It was certainly encouraging to see that the subject of biofouling and the translocation of aquatic invasive species is receiving greater attention and also that at least in New Zealand, the harmful effects of biocides currently in use have come under scrutiny and regulation.

    The surface treated composite (STC) is a completely non-toxic solution to the hull-borne aquatic invasive species problem and as more and more biocides are recognized as environmentally hazardous, it is bound to lead to wider use of STCs.

    Pacific Ballast Water Group meeting
    Vallejo, California, April 16-17, 2013

    Hydrex is a member of the Pacific Ballast Water Group and, as such, David Phillips, Hydrex Communications Exec, was asked to give a presentation on Ecospeed and the non-toxic approach to biofouling management and how to prevent the spread of invasive aquatic species at the PBWG meeting held at the California Maritime Academy in Vallejo, California, in April 2013.
    The PBWG was formed in 1998 to promote development and implementation of safe, economical, effective management of aquatic nuisance species associated with West Coast shipping. Concentrating originally on ballast water as the main vector of translocation, the decision was taken to include hull fouling as a part of the group’s scope of activity. The PBWG serves as a coordinating body to share information and formulate consensus solutions on ballast water management and research issues of common concern to regulators, managers, scientists and the shipping industry on the West Coast (Canada, California, Oregon, Washington and Alaska).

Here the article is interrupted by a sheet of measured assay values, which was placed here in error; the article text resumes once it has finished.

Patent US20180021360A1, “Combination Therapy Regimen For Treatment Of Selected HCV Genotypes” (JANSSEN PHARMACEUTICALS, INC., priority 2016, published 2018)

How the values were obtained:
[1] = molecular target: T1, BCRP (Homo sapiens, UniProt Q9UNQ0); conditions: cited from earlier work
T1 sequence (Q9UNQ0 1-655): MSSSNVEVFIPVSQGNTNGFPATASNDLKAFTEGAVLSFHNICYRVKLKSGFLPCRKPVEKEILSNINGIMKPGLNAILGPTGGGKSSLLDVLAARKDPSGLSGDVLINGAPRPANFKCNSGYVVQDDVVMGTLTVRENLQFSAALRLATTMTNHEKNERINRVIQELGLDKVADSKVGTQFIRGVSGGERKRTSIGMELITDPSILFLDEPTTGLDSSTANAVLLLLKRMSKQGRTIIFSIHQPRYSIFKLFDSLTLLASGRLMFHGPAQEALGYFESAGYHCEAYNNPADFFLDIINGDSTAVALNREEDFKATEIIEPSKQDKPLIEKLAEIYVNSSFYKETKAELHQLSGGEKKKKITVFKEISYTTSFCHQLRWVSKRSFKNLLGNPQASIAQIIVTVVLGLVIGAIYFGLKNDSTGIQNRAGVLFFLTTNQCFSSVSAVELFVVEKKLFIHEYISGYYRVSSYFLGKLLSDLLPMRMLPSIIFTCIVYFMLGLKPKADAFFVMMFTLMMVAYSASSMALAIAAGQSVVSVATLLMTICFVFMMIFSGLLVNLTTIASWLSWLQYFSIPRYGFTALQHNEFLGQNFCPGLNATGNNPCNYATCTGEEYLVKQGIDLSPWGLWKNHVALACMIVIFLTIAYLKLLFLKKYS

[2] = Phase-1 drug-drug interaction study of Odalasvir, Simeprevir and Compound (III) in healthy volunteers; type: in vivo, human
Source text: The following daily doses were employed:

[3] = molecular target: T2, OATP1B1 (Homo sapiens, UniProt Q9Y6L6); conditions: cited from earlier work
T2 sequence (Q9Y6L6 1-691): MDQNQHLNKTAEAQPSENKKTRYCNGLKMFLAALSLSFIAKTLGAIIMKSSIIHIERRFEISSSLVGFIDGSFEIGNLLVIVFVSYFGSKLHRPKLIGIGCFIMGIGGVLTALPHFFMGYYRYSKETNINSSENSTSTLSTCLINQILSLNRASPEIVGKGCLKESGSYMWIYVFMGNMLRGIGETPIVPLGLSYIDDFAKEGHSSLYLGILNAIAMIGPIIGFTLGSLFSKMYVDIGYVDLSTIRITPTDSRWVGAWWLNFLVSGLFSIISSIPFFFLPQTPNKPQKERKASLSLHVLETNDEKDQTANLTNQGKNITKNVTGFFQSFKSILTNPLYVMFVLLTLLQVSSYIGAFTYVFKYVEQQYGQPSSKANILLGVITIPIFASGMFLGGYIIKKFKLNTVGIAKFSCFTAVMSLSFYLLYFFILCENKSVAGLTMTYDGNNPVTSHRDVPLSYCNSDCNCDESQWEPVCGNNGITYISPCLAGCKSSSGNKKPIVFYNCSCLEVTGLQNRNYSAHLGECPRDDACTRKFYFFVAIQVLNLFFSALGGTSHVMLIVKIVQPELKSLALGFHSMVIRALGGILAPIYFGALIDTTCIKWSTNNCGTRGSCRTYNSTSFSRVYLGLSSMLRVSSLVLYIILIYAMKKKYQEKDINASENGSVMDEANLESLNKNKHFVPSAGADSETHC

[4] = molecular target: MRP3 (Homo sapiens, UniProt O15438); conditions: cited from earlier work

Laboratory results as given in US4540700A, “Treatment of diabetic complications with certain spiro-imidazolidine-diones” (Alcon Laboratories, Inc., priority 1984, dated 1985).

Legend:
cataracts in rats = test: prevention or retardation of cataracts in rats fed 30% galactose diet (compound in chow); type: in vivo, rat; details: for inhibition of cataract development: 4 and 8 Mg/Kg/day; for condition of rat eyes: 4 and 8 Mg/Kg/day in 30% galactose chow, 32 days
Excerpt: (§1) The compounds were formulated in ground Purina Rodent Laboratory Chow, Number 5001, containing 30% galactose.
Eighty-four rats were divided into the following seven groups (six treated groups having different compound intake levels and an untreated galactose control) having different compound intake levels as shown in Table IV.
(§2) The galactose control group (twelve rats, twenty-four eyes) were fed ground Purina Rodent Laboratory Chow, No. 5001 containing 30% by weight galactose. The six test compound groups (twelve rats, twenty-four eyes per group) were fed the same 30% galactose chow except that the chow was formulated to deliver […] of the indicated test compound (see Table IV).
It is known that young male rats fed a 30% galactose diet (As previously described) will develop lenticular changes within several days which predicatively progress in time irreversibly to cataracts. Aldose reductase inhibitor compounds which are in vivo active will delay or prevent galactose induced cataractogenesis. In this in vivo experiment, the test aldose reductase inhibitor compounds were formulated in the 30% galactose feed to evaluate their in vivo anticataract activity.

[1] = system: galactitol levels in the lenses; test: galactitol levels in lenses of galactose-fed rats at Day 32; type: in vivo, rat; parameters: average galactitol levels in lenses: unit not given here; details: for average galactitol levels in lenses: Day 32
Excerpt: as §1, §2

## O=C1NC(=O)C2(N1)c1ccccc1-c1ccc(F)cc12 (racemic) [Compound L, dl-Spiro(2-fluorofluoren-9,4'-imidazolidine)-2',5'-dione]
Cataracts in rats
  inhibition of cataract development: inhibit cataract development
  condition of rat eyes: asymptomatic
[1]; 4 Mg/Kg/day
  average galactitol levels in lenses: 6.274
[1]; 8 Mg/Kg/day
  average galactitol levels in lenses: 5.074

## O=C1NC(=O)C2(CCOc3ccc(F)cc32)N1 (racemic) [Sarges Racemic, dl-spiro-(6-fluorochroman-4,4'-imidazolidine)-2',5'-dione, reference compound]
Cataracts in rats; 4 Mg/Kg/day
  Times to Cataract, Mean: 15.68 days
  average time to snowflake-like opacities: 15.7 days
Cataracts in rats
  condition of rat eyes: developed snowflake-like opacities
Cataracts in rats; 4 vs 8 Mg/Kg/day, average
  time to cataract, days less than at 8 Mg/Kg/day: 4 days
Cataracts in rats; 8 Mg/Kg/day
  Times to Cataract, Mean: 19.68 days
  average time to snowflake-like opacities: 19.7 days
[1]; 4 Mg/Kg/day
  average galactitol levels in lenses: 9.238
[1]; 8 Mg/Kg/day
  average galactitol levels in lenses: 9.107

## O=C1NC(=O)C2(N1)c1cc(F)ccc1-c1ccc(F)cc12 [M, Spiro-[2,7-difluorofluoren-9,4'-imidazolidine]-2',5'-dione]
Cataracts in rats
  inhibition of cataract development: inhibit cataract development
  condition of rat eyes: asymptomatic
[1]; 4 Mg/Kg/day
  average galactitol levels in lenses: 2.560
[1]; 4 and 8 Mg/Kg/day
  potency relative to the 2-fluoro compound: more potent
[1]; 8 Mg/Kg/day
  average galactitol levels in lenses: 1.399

The PBWG has annual meetings which are well-attended, mostly in person but also by call-in on the part of Washington, DC based EPA, Coast Guard and other government agencies and sometimes the more far-flung participants such as the Department of Land and Natural Resources in Hawaii, the Department of Fisheries and Oceans in Canada and others who are unable to attend in person but wish to participate.

    The 2013 PBWG meeting was held at the California Maritime Academy in Vallejo, California, home to the Golden Bear research and training ship among other facilities. It was attended by representatives of USDOT Maritime Administration (MARAD – who own the Golden Bear), the California State Lands Commission who are responsible for invasive species programs in California, Washington and Oregon states, and a number of others from industry and science interested in the aquatic invasive species problem in the Pacific Northwest.

    As providers of a non-toxic approach to eliminating the translocation of aquatic invasive species via ship hull fouling, Hydrex was invited to give a presentation. The subject matter of the presentation was how to prevent invasions by using a cleanable, hard coating combined with cleaning a hull before a ship sails, and how to accomplish this economically and effectively. The subject matter is covered fully in Hydrex White Paper No. 8, Invasive Aquatic Species – A proposed alternative solution, available for free download at www.shiphullperformance.org, and in Surface Treated Composites White Book by Boud Van Rompay, available at www.tahokapress.com.

    The meeting was concluded with a tour of the Golden Bear facility led by Bill Davidson, Chief Engineer of the research ship and Director of the Golden Bear facility.